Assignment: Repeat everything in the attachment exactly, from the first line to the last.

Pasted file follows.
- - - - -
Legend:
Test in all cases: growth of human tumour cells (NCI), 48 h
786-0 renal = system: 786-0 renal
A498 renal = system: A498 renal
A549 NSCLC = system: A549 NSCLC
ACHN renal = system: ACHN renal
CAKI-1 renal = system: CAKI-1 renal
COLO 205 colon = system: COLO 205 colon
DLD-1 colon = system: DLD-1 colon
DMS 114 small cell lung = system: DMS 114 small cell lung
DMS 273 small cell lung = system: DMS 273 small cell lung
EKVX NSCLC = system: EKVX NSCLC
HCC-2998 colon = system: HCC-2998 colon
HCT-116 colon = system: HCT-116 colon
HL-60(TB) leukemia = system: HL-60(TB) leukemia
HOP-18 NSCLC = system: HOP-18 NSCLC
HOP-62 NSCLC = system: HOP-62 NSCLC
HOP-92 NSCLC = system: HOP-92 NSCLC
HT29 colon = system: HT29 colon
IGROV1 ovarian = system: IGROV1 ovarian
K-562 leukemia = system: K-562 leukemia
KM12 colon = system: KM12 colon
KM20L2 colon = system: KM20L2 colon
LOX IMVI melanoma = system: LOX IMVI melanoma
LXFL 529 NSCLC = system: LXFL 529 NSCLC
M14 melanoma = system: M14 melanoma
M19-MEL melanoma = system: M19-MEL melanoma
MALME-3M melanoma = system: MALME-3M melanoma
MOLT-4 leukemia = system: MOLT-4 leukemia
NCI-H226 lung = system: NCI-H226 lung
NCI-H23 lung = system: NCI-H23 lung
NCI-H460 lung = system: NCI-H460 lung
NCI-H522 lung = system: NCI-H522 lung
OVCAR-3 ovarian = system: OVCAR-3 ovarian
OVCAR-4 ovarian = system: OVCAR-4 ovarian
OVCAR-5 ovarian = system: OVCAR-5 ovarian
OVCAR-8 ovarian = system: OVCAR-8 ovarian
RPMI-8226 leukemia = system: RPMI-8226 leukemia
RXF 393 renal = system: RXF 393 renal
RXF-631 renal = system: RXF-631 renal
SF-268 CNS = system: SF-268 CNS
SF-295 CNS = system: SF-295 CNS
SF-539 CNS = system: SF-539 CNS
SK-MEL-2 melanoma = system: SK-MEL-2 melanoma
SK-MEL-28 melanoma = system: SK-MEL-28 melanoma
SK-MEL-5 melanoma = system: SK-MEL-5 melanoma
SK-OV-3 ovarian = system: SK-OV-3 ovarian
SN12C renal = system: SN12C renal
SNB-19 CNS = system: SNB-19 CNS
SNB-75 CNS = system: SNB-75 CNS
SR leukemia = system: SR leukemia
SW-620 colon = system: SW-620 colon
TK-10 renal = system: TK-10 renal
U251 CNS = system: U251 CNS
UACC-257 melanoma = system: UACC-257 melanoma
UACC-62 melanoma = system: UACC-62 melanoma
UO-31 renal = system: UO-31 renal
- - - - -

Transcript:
Legend:
Test in all cases: growth of human tumour cells (NCI), 48 h
786-0 renal = system: 786-0 renal
A498 renal = system: A498 renal
A549 NSCLC = system: A549 NSCLC
ACHN renal = system: ACHN renal
CAKI-1 renal = system: CAKI-1 renal
COLO 205 colon = system: COLO 205 colon
DLD-1 colon = system: DLD-1 colon
DMS 114 small cell lung = system: DMS 114 small cell lung
DMS 273 small cell lung = system: DMS 273 small cell lung
EKVX NSCLC = system: EKVX NSCLC
HCC-2998 colon = system: HCC-2998 colon
HCT-116 colon = system: HCT-116 colon
HL-60(TB) leukemia = system: HL-60(TB) leukemia
HOP-18 NSCLC = system: HOP-18 NSCLC
HOP-62 NSCLC = system: HOP-62 NSCLC
HOP-92 NSCLC = system: HOP-92 NSCLC
HT29 colon = system: HT29 colon
IGROV1 ovarian = system: IGROV1 ovarian
K-562 leukemia = system: K-562 leukemia
KM12 colon = system: KM12 colon
KM20L2 colon = system: KM20L2 colon
LOX IMVI melanoma = system: LOX IMVI melanoma
LXFL 529 NSCLC = system: LXFL 529 NSCLC
M14 melanoma = system: M14 melanoma
M19-MEL melanoma = system: M19-MEL melanoma
MALME-3M melanoma = system: MALME-3M melanoma
MOLT-4 leukemia = system: MOLT-4 leukemia
NCI-H226 lung = system: NCI-H226 lung
NCI-H23 lung = system: NCI-H23 lung
NCI-H460 lung = system: NCI-H460 lung
NCI-H522 lung = system: NCI-H522 lung
OVCAR-3 ovarian = system: OVCAR-3 ovarian
OVCAR-4 ovarian = system: OVCAR-4 ovarian
OVCAR-5 ovarian = system: OVCAR-5 ovarian
OVCAR-8 ovarian = system: OVCAR-8 ovarian
RPMI-8226 leukemia = system: RPMI-8226 leukemia
RXF 393 renal = system: RXF 393 renal
RXF-631 renal = system: RXF-631 renal
SF-268 CNS = system: SF-268 CNS
SF-295 CNS = system: SF-295 CNS
SF-539 CNS = system: SF-539 CNS
SK-MEL-2 melanoma = system: SK-MEL-2 melanoma
SK-MEL-28 melanoma = system: SK-MEL-28 melanoma
SK-MEL-5 melanoma = system: SK-MEL-5 melanoma
SK-OV-3 ovarian = system: SK-OV-3 ovarian
SN12C renal = system: SN12C renal
SNB-19 CNS = system: SNB-19 CNS
SNB-75 CNS = system: SNB-75 CNS
SR leukemia = system: SR leukemia
SW-620 colon = system: SW-620 colon
TK-10 renal = system: TK-10 renal
U251 CNS = system: U251 CNS
UACC-257 melanoma = system: UACC-257 melanoma
UACC-62 melanoma = system: UACC-62 melanoma
UO-31 renal = system: UO-31 renal